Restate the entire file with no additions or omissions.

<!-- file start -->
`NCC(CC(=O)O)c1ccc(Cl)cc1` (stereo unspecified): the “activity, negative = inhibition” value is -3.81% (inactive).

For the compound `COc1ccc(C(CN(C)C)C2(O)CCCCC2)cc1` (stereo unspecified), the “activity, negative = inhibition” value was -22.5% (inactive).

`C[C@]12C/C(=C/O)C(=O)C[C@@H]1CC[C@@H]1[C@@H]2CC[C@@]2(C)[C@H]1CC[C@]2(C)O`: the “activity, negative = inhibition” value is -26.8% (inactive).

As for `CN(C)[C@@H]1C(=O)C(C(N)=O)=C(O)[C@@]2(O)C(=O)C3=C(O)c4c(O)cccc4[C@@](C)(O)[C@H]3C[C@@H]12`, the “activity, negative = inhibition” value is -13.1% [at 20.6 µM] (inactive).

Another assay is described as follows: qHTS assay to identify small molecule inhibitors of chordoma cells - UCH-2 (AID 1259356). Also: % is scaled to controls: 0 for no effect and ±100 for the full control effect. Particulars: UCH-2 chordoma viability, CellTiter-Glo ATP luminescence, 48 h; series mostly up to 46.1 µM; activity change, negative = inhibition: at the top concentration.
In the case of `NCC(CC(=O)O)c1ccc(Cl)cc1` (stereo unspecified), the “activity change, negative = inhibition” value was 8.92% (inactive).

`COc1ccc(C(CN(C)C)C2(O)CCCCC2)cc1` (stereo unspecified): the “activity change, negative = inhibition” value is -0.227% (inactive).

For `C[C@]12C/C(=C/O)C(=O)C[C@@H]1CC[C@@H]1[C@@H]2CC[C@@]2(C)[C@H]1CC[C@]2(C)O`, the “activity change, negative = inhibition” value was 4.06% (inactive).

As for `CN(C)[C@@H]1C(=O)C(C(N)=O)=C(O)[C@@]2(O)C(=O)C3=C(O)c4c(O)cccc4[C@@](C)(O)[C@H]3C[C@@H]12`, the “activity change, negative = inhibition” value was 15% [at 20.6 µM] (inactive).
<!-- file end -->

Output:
`NCC(CC(=O)O)c1ccc(Cl)cc1` (stereo unspecified): the “activity, negative = inhibition” value is -3.81% (inactive).

For the compound `COc1ccc(C(CN(C)C)C2(O)CCCCC2)cc1` (stereo unspecified), the “activity, negative = inhibition” value was -22.5% (inactive).

`C[C@]12C/C(=C/O)C(=O)C[C@@H]1CC[C@@H]1[C@@H]2CC[C@@]2(C)[C@H]1CC[C@]2(C)O`: the “activity, negative = inhibition” value is -26.8% (inactive).

As for `CN(C)[C@@H]1C(=O)C(C(N)=O)=C(O)[C@@]2(O)C(=O)C3=C(O)c4c(O)cccc4[C@@](C)(O)[C@H]3C[C@@H]12`, the “activity, negative = inhibition” value is -13.1% [at 20.6 µM] (inactive).

Another assay is described as follows: qHTS assay to identify small molecule inhibitors of chordoma cells - UCH-2 (AID 1259356). Also: % is scaled to controls: 0 for no effect and ±100 for the full control effect. Particulars: UCH-2 chordoma viability, CellTiter-Glo ATP luminescence, 48 h; series mostly up to 46.1 µM; activity change, negative = inhibition: at the top concentration.
In the case of `NCC(CC(=O)O)c1ccc(Cl)cc1` (stereo unspecified), the “activity change, negative = inhibition” value was 8.92% (inactive).

`COc1ccc(C(CN(C)C)C2(O)CCCCC2)cc1` (stereo unspecified): the “activity change, negative = inhibition” value is -0.227% (inactive).

For `C[C@]12C/C(=C/O)C(=O)C[C@@H]1CC[C@@H]1[C@@H]2CC[C@@]2(C)[C@H]1CC[C@]2(C)O`, the “activity change, negative = inhibition” value was 4.06% (inactive).

As for `CN(C)[C@@H]1C(=O)C(C(N)=O)=C(O)[C@@]2(O)C(=O)C3=C(O)c4c(O)cccc4[C@@](C)(O)[C@H]3C[C@@H]12`, the “activity change, negative = inhibition” value was 15% [at 20.6 µM] (inactive).